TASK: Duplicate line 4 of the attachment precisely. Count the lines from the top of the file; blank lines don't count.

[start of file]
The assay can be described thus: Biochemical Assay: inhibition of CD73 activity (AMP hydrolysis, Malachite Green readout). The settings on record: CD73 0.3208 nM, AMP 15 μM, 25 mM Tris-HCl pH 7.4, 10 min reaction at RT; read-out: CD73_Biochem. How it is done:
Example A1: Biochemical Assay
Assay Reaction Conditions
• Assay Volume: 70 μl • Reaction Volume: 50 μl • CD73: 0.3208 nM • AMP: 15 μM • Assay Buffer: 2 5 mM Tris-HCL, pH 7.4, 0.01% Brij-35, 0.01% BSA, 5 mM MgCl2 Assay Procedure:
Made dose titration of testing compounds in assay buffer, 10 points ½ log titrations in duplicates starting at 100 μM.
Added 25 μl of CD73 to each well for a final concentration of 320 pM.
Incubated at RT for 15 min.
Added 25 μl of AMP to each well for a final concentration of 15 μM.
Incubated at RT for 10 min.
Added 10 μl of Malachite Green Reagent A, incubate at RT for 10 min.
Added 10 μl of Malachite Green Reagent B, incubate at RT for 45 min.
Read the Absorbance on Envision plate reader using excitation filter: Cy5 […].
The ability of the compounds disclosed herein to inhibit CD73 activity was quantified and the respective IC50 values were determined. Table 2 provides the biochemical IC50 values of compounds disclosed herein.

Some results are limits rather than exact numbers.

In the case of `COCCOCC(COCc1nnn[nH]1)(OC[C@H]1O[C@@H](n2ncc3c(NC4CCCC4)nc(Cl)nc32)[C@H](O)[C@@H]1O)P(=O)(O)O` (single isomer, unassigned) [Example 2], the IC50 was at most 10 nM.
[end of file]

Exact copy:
• Assay Volume: 70 μl • Reaction Volume: 50 μl • CD73: 0.3208 nM • AMP: 15 μM • Assay Buffer: 2 5 mM Tris-HCL, pH 7.4, 0.01% Brij-35, 0.01% BSA, 5 mM MgCl2 Assay Procedure: